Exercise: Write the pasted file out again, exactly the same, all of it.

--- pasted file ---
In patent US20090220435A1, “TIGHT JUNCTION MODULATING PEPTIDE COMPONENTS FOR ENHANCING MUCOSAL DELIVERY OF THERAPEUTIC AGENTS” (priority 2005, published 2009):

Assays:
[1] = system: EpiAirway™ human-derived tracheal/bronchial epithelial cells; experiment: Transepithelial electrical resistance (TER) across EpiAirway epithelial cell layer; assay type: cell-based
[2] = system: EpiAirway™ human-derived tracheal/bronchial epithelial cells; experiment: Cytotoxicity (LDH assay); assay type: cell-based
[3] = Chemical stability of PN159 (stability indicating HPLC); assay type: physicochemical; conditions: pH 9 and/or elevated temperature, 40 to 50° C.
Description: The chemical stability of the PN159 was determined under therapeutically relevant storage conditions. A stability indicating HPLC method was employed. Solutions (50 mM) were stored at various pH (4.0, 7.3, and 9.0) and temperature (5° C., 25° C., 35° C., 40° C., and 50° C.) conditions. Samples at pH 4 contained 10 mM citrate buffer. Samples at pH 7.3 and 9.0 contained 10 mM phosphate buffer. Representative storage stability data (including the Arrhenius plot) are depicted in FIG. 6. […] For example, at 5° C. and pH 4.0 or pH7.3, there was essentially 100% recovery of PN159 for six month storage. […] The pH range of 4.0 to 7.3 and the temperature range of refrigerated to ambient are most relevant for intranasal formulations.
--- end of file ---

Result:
In patent US20090220435A1, “TIGHT JUNCTION MODULATING PEPTIDE COMPONENTS FOR ENHANCING MUCOSAL DELIVERY OF THERAPEUTIC AGENTS” (priority 2005, published 2009):

Assays:
[1] = system: EpiAirway™ human-derived tracheal/bronchial epithelial cells; experiment: Transepithelial electrical resistance (TER) across EpiAirway epithelial cell layer; assay type: cell-based
[2] = system: EpiAirway™ human-derived tracheal/bronchial epithelial cells; experiment: Cytotoxicity (LDH assay); assay type: cell-based
[3] = Chemical stability of PN159 (stability indicating HPLC); assay type: physicochemical; conditions: pH 9 and/or elevated temperature, 40 to 50° C.
Description: The chemical stability of the PN159 was determined under therapeutically relevant storage conditions. A stability indicating HPLC method was employed. Solutions (50 mM) were stored at various pH (4.0, 7.3, and 9.0) and temperature (5° C., 25° C., 35° C., 40° C., and 50° C.) conditions. Samples at pH 4 contained 10 mM citrate buffer. Samples at pH 7.3 and 9.0 contained 10 mM phosphate buffer. Representative storage stability data (including the Arrhenius plot) are depicted in FIG. 6. […] For example, at 5° C. and pH 4.0 or pH7.3, there was essentially 100% recovery of PN159 for six month storage. […] The pH range of 4.0 to 7.3 and the temperature range of refrigerated to ambient are most relevant for intranasal formulations.